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The skinny about at-home COVID-19 antigen tests

Jun 13, 2021 | Public Health

At-home COVID-19 antigen tests are now available in many stores. Get the facts on when and how they should be used.
We are now over a year into the pandemic and starting to see at-home COVID-19 infection antigen self-tests available for sale across our community. You may be wondering how these are different from tests you can get at the CBC-West testing site and why results are so much faster. And are they as reliable? Why would you pick this test over a test at a physician’s office or a test site? What can you do with this information?

The quick answer, it’s complicated. Let’s break it down.

Q: When should I test for COVID-19?
Test if you have symptoms of COVID-19 or have been exposed to someone with COVID-19 (within 6-feet of an infected individual for a cumulative 15 minutes over any 24-hour period OR have been directly in contact with infectious material (i.e. coughed or sneezed on). People should also test if it has been recommended by a medical provider, or if you need to know your COVID-19 status (i.e. for travel).

Q: What is a BinaxNOW test?
A: BinaxNOW tests have been available through the medical community for many months and are just now becoming available to the public for over-the-counter use. It’s an “antigen” test you can do at home; simply swab the inside of your nose, mix the stick with the included solvent and then wait around 15 minutes for a result.

Q: What is an antigen test?
A: An antigen is any foreign substance in the body that induces an immune response, especially the production of antibodies. A COVID-19 antigen test is used to detect infection with SARS-CoV-2. It is an “immunoassay” that detects the presence of the specific viral antigen for SARS-CoV-2 and is FDA authorized for testing symptomatic individuals in the test’s specified timeframe (usually the first 5-7 days of symptom onset). Results produce a yes/no result similar to a pregnancy test (one line = no infection, two lines = probable current infection). This is called a qualitative test, meaning it doesn’t give quantity of infection.

Q: What are its benefits and limitations?
A: They’re quick and affordable, offering symptomatic individuals answers of whether or not they are positive antigens of SARS-CoV-2 in around 15 to 30 minutes. This means the test-taker knows to isolate sooner, helping to prevent spread to others – especially those at high risk for serious health issues.

It does have its limitations, though. The test isn’t reliable for detecting virus in persons recently exposed who might be in the earlier stages of infection, before becoming symptomatic. This means they *are* infected just not at a stage where tests detect antigens. Because of this, tests may need to be repeated during someone’s quarantine period or if symptoms start showing up.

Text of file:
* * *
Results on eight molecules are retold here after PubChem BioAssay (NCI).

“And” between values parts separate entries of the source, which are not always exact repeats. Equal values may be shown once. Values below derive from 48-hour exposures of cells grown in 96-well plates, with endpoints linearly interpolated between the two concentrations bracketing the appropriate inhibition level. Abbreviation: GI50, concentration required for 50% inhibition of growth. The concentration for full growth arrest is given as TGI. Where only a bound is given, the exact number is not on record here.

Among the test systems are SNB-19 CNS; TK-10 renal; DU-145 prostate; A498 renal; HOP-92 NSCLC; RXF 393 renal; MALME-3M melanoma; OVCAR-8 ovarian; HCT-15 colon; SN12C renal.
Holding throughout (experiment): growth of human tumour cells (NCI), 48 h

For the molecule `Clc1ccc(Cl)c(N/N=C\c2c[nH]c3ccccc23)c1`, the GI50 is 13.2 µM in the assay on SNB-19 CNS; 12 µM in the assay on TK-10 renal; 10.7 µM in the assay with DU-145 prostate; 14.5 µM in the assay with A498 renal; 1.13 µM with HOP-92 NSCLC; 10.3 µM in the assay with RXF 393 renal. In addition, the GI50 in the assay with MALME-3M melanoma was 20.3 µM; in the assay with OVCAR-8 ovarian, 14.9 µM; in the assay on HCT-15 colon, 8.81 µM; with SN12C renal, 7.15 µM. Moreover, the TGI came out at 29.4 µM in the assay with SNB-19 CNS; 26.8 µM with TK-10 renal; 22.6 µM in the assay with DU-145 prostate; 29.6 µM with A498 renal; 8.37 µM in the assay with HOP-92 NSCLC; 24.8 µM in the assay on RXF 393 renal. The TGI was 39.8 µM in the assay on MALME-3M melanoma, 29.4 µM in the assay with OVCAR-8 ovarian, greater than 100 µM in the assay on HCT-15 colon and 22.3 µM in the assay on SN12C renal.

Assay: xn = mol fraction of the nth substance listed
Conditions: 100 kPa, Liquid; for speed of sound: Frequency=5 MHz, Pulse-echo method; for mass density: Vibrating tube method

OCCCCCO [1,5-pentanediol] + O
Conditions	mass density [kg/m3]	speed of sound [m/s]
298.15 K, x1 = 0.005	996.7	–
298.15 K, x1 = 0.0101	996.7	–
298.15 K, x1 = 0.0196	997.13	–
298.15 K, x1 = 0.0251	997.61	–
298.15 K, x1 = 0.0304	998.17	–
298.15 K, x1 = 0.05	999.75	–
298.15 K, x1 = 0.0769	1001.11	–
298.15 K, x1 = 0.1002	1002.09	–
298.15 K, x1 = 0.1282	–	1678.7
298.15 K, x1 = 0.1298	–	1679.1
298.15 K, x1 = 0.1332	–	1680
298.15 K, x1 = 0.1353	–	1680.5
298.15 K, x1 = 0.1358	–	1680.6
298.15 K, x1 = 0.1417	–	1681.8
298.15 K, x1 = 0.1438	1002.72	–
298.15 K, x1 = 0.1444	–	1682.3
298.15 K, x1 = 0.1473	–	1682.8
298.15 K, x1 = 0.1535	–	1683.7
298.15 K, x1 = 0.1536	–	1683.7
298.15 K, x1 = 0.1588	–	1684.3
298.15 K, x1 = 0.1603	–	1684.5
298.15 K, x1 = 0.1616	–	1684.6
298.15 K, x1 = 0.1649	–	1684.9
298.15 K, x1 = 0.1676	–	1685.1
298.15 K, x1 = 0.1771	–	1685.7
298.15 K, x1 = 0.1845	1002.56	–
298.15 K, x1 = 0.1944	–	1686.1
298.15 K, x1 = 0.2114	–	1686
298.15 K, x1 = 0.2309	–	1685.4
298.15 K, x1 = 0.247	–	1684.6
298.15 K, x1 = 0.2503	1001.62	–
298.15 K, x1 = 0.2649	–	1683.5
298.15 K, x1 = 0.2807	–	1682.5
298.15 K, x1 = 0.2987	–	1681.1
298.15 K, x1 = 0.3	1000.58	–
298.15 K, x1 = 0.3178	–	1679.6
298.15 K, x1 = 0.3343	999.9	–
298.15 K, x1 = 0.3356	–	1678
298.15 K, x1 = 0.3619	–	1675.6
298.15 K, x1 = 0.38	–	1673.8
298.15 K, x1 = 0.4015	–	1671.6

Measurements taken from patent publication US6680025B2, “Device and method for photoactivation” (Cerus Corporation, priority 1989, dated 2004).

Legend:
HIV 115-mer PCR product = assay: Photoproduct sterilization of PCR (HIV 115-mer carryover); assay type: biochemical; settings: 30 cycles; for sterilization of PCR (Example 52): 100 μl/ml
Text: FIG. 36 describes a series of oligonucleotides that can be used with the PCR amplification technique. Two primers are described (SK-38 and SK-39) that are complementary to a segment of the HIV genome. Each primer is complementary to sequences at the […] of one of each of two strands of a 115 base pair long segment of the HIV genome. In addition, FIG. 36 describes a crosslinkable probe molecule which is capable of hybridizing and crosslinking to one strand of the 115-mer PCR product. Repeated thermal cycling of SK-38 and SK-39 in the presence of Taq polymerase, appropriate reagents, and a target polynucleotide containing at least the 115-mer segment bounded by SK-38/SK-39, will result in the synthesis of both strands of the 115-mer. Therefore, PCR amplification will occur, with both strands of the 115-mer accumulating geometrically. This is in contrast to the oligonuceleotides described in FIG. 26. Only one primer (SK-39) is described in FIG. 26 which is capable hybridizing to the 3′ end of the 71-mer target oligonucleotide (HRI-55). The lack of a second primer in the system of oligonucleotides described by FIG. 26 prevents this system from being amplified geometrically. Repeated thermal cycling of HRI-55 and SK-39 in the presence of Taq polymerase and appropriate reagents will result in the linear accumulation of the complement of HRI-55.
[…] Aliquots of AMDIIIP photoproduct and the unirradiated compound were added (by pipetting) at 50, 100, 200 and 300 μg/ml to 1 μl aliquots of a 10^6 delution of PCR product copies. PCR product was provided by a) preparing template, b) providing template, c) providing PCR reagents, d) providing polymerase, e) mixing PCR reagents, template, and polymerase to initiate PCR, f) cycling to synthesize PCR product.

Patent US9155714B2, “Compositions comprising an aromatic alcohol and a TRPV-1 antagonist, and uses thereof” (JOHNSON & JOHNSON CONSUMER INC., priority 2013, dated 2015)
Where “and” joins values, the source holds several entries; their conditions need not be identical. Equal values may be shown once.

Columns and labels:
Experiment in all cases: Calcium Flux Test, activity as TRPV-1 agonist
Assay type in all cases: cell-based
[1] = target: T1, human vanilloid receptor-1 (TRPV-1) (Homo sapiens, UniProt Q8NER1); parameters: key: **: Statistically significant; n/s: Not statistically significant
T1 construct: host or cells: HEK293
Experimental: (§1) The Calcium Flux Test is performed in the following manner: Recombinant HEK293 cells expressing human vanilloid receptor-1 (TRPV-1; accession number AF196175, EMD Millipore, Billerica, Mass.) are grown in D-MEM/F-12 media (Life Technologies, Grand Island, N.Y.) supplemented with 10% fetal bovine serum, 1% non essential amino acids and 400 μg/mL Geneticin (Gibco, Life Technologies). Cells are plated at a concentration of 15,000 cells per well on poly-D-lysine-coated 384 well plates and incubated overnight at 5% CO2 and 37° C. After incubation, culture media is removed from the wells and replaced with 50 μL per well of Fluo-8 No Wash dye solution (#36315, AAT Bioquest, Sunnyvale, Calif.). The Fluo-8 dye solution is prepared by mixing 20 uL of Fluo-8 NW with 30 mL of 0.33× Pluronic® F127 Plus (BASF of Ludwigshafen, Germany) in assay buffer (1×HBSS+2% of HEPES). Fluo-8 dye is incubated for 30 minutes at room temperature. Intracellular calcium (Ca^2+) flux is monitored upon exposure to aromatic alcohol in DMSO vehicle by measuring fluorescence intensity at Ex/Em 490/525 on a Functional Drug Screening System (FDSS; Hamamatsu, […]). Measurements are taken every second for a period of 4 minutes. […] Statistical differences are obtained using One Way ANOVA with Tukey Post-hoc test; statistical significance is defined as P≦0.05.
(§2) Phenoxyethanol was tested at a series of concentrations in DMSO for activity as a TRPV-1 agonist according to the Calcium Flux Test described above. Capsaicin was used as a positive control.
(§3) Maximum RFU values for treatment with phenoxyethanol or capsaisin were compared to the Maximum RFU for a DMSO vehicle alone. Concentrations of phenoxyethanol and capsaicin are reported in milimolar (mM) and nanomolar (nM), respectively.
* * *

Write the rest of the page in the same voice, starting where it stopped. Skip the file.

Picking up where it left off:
Here is a great website on viral tests:

Q: How does an antigen test differ from a molecular (PCR) test?
A: NAATs, such as real-time transcription-polymerase chain reaction (RT-PCR) are highly sensitive, highly specific tests for diagnosing SARS-CoV-2 infection. This test is detecting one or more viral ribonucleic acid (RNA) genes and specific to variants within that RNA profile. These tests can detect SARS-CoV-2 infection in folks with or without the usual symptoms. Its limitation exists in that it can also pick up previous infection, even if the individual was unaware they were infected. The same goes someone who has recently recovered from COVID-19. These tests are generally more expensive (except where currently offered at no cost) and the results can take 1-3 days.

Q: How can I use the positive/negative information given to me with an antigen test?
A: Currently, antigen tests are tracked as “probable” infections. A positive test should be considered as an active infection and can be followed up with a PCR test for confirmation. If followed up with a PCR test, make sure to wear a mask to the site to protect workers. A negative test is limited in that it represents only the individual’s antigen detectability at the time of the test – a snap shot in time.

Schools, work environments, and travel authorities may or may not accept negative antigen tests as confirmation of no current infection in individuals due to their probability of false negatives if tests are not done within the infection window. Check with these industries before assuming the test result will be accepted. More can be found at

So, what now?

If you are feeling cruddy, and you want to know if it’s COVID-19, a home antigen test is a good option. You can know to stay home and isolate (away from others including family) and notify your close contacts to quarantine (stay home, away from others and monitor for symptoms).

Remember these key tips:

  • Home tests are not tracked by public health, so contact tracing does not occur and it is not reflected in local case counts. Individuals with positive antigen tests are encouraged to get a PCR test so it can be anonymously registered with the state.
  • If anyone in your home tests positive for COVID-19, everybody living there is considered a “close contact”. At home, if in contact with sick individuals, your quarantine day 1 starts on the last day you are in contact with the contagious individual.
  • Quarantine means you stay home, away from others, for 14 days from exposure – or until you have received a negative test result for the shorter quarantine period (depending on your school district or what kind of work you do.)
  • Isolation means you stay home, away from others, including family members, until 10 days past the positive test and 24 hours without fever-reducing medications (but only if symptoms have improved.)
  • You will still need to follow testing guidelines as set for current travel requirements.

All of this and more can be found at:

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